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Trump Decides Against Gettysburg Speech

Newser — Rob Quinn

President Trump has decided against accepting the Republican nomination with a Gettysburg address. The president tells the New York Post that he will deliver his acceptance speech on the White House lawn and visit the Civil War battlefield at a later date.

"I’ll probably be giving my speech at the White House because it is a great place. It’s a place that makes me feel good, it makes the country feel good," Trump says.

He adds: "We’d do it possibly outside on one of the lawns, we have various lawns, so we could have it outside in terms of the China virus." Trump said giving the speech at the White House would result in a "tremendous saving in cost" and expressed concerns that it would be too hot at the Pennsylvania site on Aug. 27.

"We’re going to be doing something terrific at Gettysburg but when it gets a little bit cooler," he said. After Trump said earlier this week that he would give the speech at either the White House or Gettysburg, ethics experts said that while the president is exempt from the Hatch Act restricting the use of federal property for political activities, it still applies to other White House employees.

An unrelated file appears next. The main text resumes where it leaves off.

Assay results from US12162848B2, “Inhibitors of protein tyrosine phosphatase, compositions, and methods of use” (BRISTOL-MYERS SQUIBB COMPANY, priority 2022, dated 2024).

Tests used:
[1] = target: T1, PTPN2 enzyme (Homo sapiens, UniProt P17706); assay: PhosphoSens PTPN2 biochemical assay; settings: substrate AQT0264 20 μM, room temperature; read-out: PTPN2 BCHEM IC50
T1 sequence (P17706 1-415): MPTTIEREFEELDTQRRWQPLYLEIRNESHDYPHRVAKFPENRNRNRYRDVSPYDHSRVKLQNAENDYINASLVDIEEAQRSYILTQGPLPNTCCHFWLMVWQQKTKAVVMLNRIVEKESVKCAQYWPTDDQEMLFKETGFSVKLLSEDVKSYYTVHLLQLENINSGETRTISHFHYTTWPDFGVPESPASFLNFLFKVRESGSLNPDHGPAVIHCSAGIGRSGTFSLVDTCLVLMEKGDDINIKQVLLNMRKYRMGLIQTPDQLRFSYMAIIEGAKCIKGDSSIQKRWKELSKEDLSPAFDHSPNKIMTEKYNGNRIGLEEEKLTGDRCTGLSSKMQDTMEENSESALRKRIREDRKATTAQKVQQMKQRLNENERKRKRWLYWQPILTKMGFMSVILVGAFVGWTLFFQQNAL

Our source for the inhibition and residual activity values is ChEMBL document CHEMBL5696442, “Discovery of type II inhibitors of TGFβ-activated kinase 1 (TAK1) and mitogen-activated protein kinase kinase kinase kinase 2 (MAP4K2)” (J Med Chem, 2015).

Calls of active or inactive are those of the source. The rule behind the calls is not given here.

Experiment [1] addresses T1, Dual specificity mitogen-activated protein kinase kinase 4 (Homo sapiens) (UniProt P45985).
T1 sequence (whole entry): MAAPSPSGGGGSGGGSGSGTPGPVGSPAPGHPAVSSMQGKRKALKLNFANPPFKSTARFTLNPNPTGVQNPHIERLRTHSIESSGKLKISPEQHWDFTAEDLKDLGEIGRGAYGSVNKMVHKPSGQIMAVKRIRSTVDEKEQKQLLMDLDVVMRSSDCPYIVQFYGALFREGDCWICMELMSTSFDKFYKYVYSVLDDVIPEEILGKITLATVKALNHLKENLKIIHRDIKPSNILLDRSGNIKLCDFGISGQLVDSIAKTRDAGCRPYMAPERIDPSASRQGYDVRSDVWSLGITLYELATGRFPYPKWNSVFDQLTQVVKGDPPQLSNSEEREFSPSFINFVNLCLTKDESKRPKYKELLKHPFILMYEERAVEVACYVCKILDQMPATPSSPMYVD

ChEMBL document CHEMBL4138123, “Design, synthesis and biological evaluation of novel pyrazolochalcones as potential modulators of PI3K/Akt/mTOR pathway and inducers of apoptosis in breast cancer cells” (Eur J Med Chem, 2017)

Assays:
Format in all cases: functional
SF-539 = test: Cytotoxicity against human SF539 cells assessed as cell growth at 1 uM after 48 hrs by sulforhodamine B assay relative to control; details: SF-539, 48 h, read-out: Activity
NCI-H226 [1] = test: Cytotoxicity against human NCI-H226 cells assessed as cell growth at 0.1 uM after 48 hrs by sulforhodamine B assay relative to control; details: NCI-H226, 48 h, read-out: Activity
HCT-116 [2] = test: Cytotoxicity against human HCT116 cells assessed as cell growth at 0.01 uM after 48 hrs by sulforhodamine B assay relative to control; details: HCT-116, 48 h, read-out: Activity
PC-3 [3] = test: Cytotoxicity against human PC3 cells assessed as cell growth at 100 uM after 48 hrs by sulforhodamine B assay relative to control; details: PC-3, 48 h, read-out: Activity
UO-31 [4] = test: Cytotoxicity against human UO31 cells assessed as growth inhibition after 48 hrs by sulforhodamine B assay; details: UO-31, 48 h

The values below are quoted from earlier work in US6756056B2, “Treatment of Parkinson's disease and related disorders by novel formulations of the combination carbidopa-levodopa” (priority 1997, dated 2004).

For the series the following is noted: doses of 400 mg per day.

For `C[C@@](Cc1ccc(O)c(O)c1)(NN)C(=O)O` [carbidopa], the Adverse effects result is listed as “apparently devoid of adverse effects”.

Kathleen Clark, a law professor at Washington University in St. Louis, tells the Wall Street Journal that the Hatch Act's goal is that "public office is not supposed to be used for private gain," and Trump's speech plans are "consistent with his repeated use of federal authority for his own benefit."

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